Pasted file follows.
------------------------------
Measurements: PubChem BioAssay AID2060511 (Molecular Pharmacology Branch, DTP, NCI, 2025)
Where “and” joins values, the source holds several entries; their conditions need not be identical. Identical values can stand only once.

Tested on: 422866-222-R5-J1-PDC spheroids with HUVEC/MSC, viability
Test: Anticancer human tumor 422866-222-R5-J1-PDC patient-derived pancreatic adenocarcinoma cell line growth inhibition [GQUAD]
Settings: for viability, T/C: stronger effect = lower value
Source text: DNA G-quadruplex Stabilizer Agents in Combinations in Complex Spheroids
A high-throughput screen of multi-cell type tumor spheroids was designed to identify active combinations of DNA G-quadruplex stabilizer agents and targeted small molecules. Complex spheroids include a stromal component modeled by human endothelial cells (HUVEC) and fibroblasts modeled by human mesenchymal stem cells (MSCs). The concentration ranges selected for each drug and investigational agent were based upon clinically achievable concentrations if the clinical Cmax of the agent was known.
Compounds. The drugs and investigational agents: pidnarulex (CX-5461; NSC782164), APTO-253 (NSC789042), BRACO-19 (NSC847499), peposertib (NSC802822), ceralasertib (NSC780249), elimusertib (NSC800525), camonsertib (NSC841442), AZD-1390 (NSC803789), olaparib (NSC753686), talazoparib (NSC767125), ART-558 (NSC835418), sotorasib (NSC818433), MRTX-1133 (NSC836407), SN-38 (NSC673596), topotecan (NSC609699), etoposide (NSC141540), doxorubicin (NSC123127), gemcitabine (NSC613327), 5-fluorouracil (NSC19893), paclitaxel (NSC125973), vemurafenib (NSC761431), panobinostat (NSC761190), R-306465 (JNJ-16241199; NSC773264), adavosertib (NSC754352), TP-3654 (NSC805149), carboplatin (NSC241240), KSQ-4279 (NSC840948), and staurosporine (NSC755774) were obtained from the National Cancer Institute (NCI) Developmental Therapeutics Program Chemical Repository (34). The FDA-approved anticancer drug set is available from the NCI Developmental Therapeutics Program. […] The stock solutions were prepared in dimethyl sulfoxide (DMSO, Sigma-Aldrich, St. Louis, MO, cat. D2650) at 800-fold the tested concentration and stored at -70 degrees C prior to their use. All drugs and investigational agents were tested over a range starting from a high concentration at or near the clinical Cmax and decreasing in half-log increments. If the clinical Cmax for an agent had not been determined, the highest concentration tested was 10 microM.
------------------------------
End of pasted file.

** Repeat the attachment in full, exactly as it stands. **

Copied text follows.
Measurements: PubChem BioAssay AID2060511 (Molecular Pharmacology Branch, DTP, NCI, 2025)
Where “and” joins values, the source holds several entries; their conditions need not be identical. Identical values can stand only once.

Tested on: 422866-222-R5-J1-PDC spheroids with HUVEC/MSC, viability
Test: Anticancer human tumor 422866-222-R5-J1-PDC patient-derived pancreatic adenocarcinoma cell line growth inhibition [GQUAD]
Settings: for viability, T/C: stronger effect = lower value
Source text: DNA G-quadruplex Stabilizer Agents in Combinations in Complex Spheroids
A high-throughput screen of multi-cell type tumor spheroids was designed to identify active combinations of DNA G-quadruplex stabilizer agents and targeted small molecules. Complex spheroids include a stromal component modeled by human endothelial cells (HUVEC) and fibroblasts modeled by human mesenchymal stem cells (MSCs). The concentration ranges selected for each drug and investigational agent were based upon clinically achievable concentrations if the clinical Cmax of the agent was known.
Compounds. The drugs and investigational agents: pidnarulex (CX-5461; NSC782164), APTO-253 (NSC789042), BRACO-19 (NSC847499), peposertib (NSC802822), ceralasertib (NSC780249), elimusertib (NSC800525), camonsertib (NSC841442), AZD-1390 (NSC803789), olaparib (NSC753686), talazoparib (NSC767125), ART-558 (NSC835418), sotorasib (NSC818433), MRTX-1133 (NSC836407), SN-38 (NSC673596), topotecan (NSC609699), etoposide (NSC141540), doxorubicin (NSC123127), gemcitabine (NSC613327), 5-fluorouracil (NSC19893), paclitaxel (NSC125973), vemurafenib (NSC761431), panobinostat (NSC761190), R-306465 (JNJ-16241199; NSC773264), adavosertib (NSC754352), TP-3654 (NSC805149), carboplatin (NSC241240), KSQ-4279 (NSC840948), and staurosporine (NSC755774) were obtained from the National Cancer Institute (NCI) Developmental Therapeutics Program Chemical Repository (34). The FDA-approved anticancer drug set is available from the NCI Developmental Therapeutics Program. […] The stock solutions were prepared in dimethyl sulfoxide (DMSO, Sigma-Aldrich, St. Louis, MO, cat. D2650) at 800-fold the tested concentration and stored at -70 degrees C prior to their use. All drugs and investigational agents were tested over a range starting from a high concentration at or near the clinical Cmax and decreasing in half-log increments. If the clinical Cmax for an agent had not been determined, the highest concentration tested was 10 microM.